A GP failed to spot the “red flag” warning signs of bowel cancer in a patient misdiagnosed with irritable bowel syndrome, the Ombudsman has ruled.
The Scottish Public Services Ombudsman investigated a medical practice in Tayside and upheld a complaint that a woman in her forties suffered a delay in diagnosis and was not given an urgent referral.
The woman, who cannot be named, said her doctor did not deal with her symptoms and she believes an earlier referral would have avoided the need for emergency surgery she later had to go through.
In a report, the SPSO investigator said: “Mrs C was diagnosed with bowel cancer late in 2012. She had been regularly attending her medical practice with a number of symptoms for some time and had been diagnosed with irritable bowel syndrome in the August of that year. “Mrs C told me that she had to request a referral to a specialist and, when her GP then made the referral, they classed it as routine and not urgent.
“Her symptoms then got worse and the practice tried to speed up the referral.
“After she was seen as a result of the referral, Mrs C was diagnosed with cancer and needed surgery.”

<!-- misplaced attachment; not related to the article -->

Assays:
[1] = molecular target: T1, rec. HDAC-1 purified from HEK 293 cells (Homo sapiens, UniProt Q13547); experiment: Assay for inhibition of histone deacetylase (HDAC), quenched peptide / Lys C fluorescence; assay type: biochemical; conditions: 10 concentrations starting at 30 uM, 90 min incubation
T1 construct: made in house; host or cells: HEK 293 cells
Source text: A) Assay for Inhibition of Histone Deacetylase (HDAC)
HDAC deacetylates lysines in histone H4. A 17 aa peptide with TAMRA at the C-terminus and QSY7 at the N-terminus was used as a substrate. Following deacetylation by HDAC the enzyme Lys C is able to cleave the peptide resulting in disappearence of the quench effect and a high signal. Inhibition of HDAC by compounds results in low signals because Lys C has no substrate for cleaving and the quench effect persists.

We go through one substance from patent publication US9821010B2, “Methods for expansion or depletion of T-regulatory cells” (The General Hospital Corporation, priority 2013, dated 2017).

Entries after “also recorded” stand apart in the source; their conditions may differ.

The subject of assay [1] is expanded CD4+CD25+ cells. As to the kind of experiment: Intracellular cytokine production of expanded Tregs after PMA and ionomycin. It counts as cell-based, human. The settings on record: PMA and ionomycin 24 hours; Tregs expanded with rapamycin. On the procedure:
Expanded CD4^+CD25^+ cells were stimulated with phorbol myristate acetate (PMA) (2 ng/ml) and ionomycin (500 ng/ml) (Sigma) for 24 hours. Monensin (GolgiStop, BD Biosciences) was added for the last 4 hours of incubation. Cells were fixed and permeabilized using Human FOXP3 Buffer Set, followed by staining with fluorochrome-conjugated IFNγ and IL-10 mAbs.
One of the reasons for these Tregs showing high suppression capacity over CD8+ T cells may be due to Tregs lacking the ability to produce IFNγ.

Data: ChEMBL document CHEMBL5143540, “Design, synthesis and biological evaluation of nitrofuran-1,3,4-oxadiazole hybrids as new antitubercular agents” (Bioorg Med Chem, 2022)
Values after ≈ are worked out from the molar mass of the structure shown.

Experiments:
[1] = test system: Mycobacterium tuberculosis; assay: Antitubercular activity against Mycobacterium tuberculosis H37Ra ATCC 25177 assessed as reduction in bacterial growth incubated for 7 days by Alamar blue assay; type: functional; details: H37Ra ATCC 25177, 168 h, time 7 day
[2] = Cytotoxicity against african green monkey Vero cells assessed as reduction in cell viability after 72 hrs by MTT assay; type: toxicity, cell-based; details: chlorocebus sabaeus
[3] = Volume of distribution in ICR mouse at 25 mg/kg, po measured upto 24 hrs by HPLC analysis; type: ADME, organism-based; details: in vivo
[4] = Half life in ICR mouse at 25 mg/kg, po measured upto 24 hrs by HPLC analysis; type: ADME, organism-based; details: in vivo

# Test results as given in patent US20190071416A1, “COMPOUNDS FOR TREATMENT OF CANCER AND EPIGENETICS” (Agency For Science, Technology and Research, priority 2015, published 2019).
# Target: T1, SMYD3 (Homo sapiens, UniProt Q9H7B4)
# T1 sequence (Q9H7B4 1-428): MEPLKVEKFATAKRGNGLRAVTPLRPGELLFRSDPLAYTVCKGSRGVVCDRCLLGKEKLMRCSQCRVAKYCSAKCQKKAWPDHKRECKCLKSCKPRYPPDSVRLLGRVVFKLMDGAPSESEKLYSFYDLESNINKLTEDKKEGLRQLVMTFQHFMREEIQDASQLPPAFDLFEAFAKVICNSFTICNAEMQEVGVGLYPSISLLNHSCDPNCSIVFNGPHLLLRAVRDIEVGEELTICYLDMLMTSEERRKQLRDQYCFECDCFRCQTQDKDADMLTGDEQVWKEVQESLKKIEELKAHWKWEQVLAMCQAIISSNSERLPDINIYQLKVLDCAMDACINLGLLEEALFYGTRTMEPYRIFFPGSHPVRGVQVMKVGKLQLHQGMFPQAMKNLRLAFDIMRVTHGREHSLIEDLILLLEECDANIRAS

The woman complained that the practice had not provided adequate care or made appropriate referrals but the practice told the investigators they considered that the combination of her symptoms and her relatively young age did not require an urgent referral.
Giving professional advice to the investigation, an experienced GP criticised the care provided, saying the woman has a number of symptoms classed as ‘red flag’ but the practice did not respond appropriately.
The adviser also pointed out that for more than three years GPs in Scotland have been encouraged to pursue an early diagnosis of cancer if a patient over the age of 40 is displaying red flag symptoms.
The investigator concluded that, given her age and symptoms, the woman should have been urgently referred no later than September 2012, instead there was a non-urgent referral, by late November 2012.
Concern was also raised over whether it was the GP or the patient who eventually suggested the referral as the quality of clinical records were poor, lacking detail and clinical findings.
The investigator said: “I made a number of recommendations to ensure that individual GPs reflect on their actions and that the practice sample and review case notes to ensure these meet required standards.”
The practice accepted the recommendations, which included a written apology for the failures, the doctor responsible for treatment reflecting on the matter, reviewing guidelines and General Medical Council guidance on record-keeping.